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Testosterone

While our desire to have sex is built into our DNA, we must thank testosterone for delivering the goods.

Testosterone is a hormone important for sexual and reproductive development and belongs to a group of male hormones called androgens, which are sometimes called steroids or anabolic steroids. In men, testosterone is produced mainly in the balls (testes) with a small amount made in the adrenal glands.

The brain's hypothalamus (almond size) and pituitary gland (pea size) control testosterone production. Through chemicals and hormones in the bloodstream, the hypothalamus tells the pituitary gland how much testosterone to produce, and the pituitary gland passes the message on to our balls.

For much of our lives we produce minute quantities of this little miracle-worker which is vital to our bone density, muscle strength and mass, fat distribution, facial and body hair, red blood cell production, sex drive and sperm production.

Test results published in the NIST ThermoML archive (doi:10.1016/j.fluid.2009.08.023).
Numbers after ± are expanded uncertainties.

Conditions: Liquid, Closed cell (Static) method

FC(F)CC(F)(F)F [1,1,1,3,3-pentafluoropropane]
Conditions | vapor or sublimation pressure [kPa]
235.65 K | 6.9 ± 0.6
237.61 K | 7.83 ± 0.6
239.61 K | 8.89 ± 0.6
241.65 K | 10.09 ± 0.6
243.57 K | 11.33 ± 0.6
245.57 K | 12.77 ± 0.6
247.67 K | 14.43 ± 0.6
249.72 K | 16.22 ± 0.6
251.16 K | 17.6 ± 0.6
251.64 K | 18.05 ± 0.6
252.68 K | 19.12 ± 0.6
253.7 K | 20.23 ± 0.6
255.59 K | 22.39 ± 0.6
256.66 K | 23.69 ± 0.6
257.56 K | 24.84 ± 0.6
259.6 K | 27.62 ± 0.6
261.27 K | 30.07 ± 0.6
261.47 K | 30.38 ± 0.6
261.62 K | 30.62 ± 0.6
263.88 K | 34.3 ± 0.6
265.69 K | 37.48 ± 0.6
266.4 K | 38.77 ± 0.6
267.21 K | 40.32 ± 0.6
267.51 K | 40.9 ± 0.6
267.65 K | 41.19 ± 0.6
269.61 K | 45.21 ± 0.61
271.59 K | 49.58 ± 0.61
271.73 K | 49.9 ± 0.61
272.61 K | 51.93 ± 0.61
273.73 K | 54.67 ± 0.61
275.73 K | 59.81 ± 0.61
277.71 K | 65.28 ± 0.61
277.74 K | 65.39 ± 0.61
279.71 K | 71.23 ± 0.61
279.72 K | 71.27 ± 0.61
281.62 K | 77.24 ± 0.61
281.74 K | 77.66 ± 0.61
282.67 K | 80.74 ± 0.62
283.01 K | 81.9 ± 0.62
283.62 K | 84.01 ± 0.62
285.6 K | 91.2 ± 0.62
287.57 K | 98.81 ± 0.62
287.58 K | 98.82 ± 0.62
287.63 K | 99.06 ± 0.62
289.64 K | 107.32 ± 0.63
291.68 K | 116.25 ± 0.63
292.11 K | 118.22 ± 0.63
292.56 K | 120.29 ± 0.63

Testosterone levels generally peak during adolescence and early adulthood after which your testosterone level gradually drops off, around 1% a year from your 30s-40s. This is usual but should not be confused with hypogonadism, a disease in which we are unable to produce normal amounts of testosterone. Testosterone replacement therapy can improve the signs and symptoms of low testosterone and you should see you GP if you have concerns.

Testosterone | Wikipedia
The 'male menopause' or hypogonadism | NHS Choices

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